In the nineties America was obsessed with dinosaurs. For reasons we could never put our fingers on, Dinosaurs were in just about every facet of pop culture you could imagine. Video games, movies, animated series, they were mascots for snack foods, they were the basis for a family sitcom, and yes, they were fit in to movies amounting to cinematic oddities still making movie buffs scratch their heads. We had a family film about miniature dinosaurs, a buddy cop comedy about a female cop and a dinosaur, and yes, we even had “Tammy and the T-Rex.”
We’re in the thick of pride month (Go see “Booksmart”!) and as many online entities and blogs celebrate the month, we’re naming five of our personal favorite LGBTQ films of all time. They’re ordered by year, as I have a hard time naming my favorite of the sub-genre. These are only some of the many excellent titles, of course, as there are some banner films like “Brokeback Mountain,” “Jeffrey,” “The Bird Cage,” “Hedwig and the Angry Inch,” “The Perks of Being a Wallflower,” and so much more.
Feel free to let us know what some of your favorite LGBTQ films of all time are, and celebrate with us. Happy Pride Month.
Hey, I always thought that if you want to make a comedy that practices surrealism and is abstract, then go hog wild. Just make sure that the comedy is actually funny. Thankfully for the most part, “Seven Stages…” is funny. It’s very funny, in fact. It’s also so off the wall, weird, and out of the ordinary that it might alienate some audiences who go in to it expecting something mainstream and broader. For a debut Vivieno Caldinelli’s “Seven Stages…” is funny and bold, but by the hour mark, the narrative completely falls apart, and I was about ready for the movie to end.
Larry Cohen’s horror film “It’s Alive” didn’t always get the respect it deserved. While it’s certainly a seventies shock horror film about a mutant baby, it’s also about fear of genetic and birth defects, the question of abortion, and the idea of euthanasia in children. It thrives on being a horror cult classic, but it’s also a socially relevant movie that pounces on a lot of important issues. Larry Cohen’s classic film gets a wonderful treatment from the folks at Scream Factory with all three “It’s Alive” films on one box set, and it’s a collector’s set that’s impossible to pass up.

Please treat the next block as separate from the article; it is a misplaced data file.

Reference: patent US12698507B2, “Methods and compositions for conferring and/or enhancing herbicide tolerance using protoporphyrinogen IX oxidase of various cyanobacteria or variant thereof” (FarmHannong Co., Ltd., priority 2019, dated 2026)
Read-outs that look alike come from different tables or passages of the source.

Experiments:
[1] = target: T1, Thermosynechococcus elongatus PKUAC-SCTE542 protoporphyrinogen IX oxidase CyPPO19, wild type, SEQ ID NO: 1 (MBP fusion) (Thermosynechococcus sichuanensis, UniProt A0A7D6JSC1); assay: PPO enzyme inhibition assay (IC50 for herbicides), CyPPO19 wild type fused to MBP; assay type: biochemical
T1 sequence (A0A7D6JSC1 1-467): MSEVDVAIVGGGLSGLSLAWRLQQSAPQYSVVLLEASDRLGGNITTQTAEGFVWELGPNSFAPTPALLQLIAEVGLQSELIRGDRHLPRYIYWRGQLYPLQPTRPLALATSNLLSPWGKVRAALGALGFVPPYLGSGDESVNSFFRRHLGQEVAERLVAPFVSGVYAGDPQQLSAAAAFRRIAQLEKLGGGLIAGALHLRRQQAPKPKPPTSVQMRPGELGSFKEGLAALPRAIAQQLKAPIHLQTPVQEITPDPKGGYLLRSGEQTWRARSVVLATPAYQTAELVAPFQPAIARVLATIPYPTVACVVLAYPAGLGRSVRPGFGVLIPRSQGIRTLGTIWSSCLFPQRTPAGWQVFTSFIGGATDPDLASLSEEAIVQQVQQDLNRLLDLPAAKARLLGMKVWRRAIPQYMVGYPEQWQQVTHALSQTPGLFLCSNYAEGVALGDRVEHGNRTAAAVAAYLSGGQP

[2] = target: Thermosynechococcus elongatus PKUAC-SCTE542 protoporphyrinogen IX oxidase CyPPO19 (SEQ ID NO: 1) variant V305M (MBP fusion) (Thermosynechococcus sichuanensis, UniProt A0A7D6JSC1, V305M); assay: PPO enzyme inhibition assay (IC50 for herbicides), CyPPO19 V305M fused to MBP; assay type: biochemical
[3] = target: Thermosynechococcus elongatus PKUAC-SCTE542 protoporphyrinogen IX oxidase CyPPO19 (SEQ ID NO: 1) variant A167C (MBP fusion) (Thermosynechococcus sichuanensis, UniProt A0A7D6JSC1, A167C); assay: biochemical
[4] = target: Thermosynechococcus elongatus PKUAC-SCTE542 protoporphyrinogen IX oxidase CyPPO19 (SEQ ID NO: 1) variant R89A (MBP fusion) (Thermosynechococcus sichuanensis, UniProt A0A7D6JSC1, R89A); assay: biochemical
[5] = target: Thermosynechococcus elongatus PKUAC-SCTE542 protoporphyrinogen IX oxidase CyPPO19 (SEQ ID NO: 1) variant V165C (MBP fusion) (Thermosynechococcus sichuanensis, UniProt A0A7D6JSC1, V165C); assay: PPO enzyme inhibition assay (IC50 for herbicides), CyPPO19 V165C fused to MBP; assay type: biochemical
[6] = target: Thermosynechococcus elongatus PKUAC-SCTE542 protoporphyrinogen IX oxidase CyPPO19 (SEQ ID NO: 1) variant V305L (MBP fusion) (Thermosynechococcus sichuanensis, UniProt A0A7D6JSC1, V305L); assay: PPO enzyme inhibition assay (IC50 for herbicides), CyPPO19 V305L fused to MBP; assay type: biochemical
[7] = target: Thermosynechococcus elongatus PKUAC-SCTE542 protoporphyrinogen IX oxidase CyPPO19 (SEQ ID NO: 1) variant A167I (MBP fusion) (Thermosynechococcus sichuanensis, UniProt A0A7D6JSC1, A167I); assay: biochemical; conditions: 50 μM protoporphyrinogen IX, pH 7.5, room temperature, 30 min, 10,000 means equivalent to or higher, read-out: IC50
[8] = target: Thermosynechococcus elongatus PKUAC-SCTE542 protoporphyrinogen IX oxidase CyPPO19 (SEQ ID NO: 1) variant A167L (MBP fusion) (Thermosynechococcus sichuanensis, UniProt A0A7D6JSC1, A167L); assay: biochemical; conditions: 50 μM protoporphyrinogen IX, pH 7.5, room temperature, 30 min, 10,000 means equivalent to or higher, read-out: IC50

This is the story of Paula Parker, a petulant prepubescent princess whose depravities produced a plethora of death and deception. For shame, parents of Paula Parker, you dare not look after your teen daughter in the age of the fifties where crime was rampant. For the first time on Blu-Ray, it’s also a worthwhile title for collectors thanks to AGFA, “The Violent Years” is one of the many infamous baby boomer products of fear and hysteria that warned of a world filled with darkness, crime, debauchery, and premarital sex. Make no mistake, your teen would smoke the marijuana, and tongue kiss way before they matured in to upstanding citizens.
“King Cohen” is the documentary on the life and work of filmmaker Larry Cohen, covering his entire career, from working on and directing television pilots, and blaxploitation, to horror, and studio blockbusters.
Writer/director Steve Mitchell interviews a slew of film industry people for this documentary, starting off with his subject’s early career and taking the viewer all the way until very recent work. His interviews are varied, including the likes of Martin Scorsese, Fred Williamson, both the first and current Mrs. Cohen, etc. The bulk of the film is spent with Mr. Cohen himself and some of his collaborators.
The Fight (Canada) (2016)
In this super short film, a couple fights each in their own scene, or perhaps each in their own timeline. Their fight escalates and a surprise is in store for each of them and the viewer. This grim short, short for an estimated $50CAD (yes you read that right), is written Clint D’Souza, Neil Tavares and directed by D’Souza. Stars Asoya Hall and Steve Kasan sell the fight and its emotions well while escalating at a nice pace. This short is a visceral one for anyone who has ever reach a breaking point with a significant other.
For movie buffs and collectors looking to gather up some classic schlock and silly horror films, “Mill Creek Entertainment” brings us a 50 Movie MegaPack DVD Set of some their worst and most infamous horror films. Thrown in to the mix, there are some science fiction, juvenile terror movies like “I Accuse My Parents,” and even the George Hamilton starring “Evel Knievel.” Further digging in to the selection of fifty titles, there’s 1944’s “Delinquent Daughters,” the Francis Ford Coppola horror classic “Dementia 13,” the slasher “Driller Killer,” and 1977’s “Drive In Massacre.”
There’s the deliriously bad but hilarious science fiction action film “Future Hunters” starring Robert Patrick, and Bruce Le, William Castle’s fun “House on Haunted Hill,” the early Brandon Lee starring stinker “Laser Mission,” the classic MST3K spoofed “Manos-The Hands of Fate,” the so bad it’s great drug hysteria movie “Reefer Madness,” the goofy science fiction film “Slipstream,” the classic dwarfsploitation movie “The Terror of Tiny Town,” and the Fred Williamson post apocalyptic science fiction film “Warriors of the Wasteland.” All movies come packed in a cardboard box by Mill Creek and in paper sleeves. I have to say I miss the plastic clam cases, but maybe it’s a cost thing.
This year movie collectors might enjoy knowing that Mill Creek Entertainment has taken to the digital world, allowing their consumers to redeem their fifty megapack purchases for digital libraries for their laptops, cell phones, and Ipads. Much like every other home release, the consumers will be given a unique code with their purchase, allowing them to redeem their movie packs in digital form at Mill Creek’s new service Watch.MillCreekEnt.Com where they can watch them, stream them, or download them.